The place was nearly empty at this hour. Three men sat at the bar staring into glasses of beer and not talking. The guy behind the bar was big and bald and might have had a neck, but it would take an expert to know for sure. His forearms were each the size of an entire Olsen Twin and his hands were thick and misshapen from too many years of flossing drunks’ teeth with his knuckles. I happened to know that his name was Scotty, and he had a fantastic singing voice. He’d also killed a man in a knife fight last year and got off on self-defense. He recognized me and nodded. I nodded back then looked around the place for Ria.

Now that my eyes had adjusted I saw her sitting in the back booth. She was easy to spot. For starters, she was the only woman in the place. She also hadn’t been exaggerating when she’d told me she would be the cute one. Not that there was much competition in this joint, but Ria would have been the cute one in a pillow fight between the Miss America contestants and the Playboy Bunnies.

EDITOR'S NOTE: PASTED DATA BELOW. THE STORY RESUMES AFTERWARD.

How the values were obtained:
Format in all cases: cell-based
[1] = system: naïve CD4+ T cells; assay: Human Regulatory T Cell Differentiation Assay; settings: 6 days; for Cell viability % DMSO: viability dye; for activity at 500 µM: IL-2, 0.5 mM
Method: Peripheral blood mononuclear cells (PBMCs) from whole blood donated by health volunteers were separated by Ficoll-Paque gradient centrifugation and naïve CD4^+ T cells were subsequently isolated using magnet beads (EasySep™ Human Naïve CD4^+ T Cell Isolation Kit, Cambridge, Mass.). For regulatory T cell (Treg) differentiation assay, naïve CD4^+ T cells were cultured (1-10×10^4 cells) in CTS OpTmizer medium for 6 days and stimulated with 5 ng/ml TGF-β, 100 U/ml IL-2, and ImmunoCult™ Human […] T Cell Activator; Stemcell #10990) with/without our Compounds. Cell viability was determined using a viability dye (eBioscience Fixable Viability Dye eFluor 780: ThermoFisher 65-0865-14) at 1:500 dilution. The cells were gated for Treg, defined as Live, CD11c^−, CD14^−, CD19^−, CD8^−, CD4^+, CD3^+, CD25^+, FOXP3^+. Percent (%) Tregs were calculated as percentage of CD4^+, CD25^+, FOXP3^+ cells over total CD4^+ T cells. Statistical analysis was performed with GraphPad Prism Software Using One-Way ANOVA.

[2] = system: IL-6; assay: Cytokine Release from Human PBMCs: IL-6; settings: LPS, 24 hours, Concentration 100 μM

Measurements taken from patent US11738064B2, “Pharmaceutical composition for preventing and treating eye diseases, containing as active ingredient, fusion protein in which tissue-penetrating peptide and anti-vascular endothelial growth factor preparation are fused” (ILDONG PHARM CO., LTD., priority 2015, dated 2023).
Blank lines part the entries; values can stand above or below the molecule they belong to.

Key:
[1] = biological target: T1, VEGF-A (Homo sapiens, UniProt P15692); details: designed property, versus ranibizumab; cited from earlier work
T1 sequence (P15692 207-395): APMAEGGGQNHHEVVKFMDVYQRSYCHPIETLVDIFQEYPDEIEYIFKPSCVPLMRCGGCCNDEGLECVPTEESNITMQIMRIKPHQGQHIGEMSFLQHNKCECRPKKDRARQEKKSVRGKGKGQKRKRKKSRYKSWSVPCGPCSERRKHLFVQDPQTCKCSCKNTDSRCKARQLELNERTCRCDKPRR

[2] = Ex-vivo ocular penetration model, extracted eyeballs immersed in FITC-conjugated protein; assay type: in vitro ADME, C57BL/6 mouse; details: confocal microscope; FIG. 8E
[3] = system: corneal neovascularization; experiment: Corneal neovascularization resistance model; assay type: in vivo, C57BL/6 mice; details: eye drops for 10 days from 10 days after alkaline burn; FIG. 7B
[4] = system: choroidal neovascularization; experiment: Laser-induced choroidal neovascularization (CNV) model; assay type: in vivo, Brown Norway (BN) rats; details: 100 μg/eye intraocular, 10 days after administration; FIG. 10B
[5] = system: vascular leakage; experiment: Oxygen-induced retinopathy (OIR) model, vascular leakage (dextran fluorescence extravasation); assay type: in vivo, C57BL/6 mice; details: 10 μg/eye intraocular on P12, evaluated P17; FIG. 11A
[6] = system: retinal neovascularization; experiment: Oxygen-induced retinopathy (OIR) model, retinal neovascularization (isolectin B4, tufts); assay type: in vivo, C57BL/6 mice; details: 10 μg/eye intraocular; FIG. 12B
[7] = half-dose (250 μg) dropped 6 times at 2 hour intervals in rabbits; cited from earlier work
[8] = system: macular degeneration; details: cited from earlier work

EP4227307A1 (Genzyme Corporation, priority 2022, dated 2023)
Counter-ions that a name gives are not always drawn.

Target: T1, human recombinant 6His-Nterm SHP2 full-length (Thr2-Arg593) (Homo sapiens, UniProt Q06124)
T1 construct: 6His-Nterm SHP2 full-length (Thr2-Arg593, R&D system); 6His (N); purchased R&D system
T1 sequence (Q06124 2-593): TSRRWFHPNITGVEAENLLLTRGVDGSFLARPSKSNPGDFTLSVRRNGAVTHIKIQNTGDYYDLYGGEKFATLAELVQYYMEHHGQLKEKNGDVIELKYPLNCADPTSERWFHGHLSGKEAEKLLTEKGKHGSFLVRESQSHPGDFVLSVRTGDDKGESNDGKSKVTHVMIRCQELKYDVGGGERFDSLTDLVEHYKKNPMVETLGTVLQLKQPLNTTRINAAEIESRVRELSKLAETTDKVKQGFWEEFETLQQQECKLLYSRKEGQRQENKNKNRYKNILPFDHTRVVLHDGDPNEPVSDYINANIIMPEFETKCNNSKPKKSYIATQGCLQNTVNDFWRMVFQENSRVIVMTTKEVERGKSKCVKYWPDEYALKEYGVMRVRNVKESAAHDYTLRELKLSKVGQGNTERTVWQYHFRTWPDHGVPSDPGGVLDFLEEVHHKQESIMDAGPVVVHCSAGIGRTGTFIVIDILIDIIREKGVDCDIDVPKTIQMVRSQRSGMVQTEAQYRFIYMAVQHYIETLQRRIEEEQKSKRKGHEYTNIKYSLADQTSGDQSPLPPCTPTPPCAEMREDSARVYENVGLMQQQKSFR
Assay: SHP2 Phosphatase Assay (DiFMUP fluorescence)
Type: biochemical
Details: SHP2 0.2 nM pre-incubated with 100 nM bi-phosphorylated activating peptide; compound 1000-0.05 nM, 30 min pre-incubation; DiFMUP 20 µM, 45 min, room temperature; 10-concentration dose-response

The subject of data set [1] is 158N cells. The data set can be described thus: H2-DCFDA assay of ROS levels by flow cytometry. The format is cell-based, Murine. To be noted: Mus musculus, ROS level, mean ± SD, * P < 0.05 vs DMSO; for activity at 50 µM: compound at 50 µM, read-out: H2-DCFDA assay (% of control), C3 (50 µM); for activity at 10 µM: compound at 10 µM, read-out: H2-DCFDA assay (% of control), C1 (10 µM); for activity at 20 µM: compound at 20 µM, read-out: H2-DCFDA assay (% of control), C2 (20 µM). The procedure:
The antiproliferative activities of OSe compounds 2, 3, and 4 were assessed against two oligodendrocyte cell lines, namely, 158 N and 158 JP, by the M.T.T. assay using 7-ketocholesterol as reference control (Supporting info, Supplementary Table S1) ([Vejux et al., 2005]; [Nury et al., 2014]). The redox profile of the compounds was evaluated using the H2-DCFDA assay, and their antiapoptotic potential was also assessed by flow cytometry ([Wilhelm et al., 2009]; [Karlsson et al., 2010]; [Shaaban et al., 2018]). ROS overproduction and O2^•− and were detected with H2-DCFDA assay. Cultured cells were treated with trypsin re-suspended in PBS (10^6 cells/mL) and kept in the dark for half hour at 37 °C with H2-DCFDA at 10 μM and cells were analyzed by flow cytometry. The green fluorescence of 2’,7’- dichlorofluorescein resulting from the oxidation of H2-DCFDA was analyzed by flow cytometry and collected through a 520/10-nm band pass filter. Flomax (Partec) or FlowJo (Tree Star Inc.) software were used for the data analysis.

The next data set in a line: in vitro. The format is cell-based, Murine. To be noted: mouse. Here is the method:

She was sitting at the outside edge of the booth, so I could see all of her from crown to sole. She was in her mid-twenties and slender and looked compact. It was hard to tell while she was sitting down, but I wouldn’t have pegged her as any taller than five-two. She wore no makeup. She didn’t need to. Her pale skin was accented with just a faint dusting of freckles across the nose. She had wide full lips and hair too flamboyantly red to be anything but natural. Her eyes were huge and almost black, which was unusual with redheads in my experience. Right now the eyes were unfocused and bored, but they looked like they could be friendly enough. She was wearing a snug pink halter top that showed off well-proportioned shoulders and denim short-shorts that showed off legs so miraculous they would’ve cured Roosevelt’s polio. Her feet were shoved into cheap dimestore flip-flops and her toenails were painted pink to match her halter top. She had a cute little backpack by her feet. She was drinking a flat beer from a glass so big she could have worn it as a hat. I went over and sat down across from her.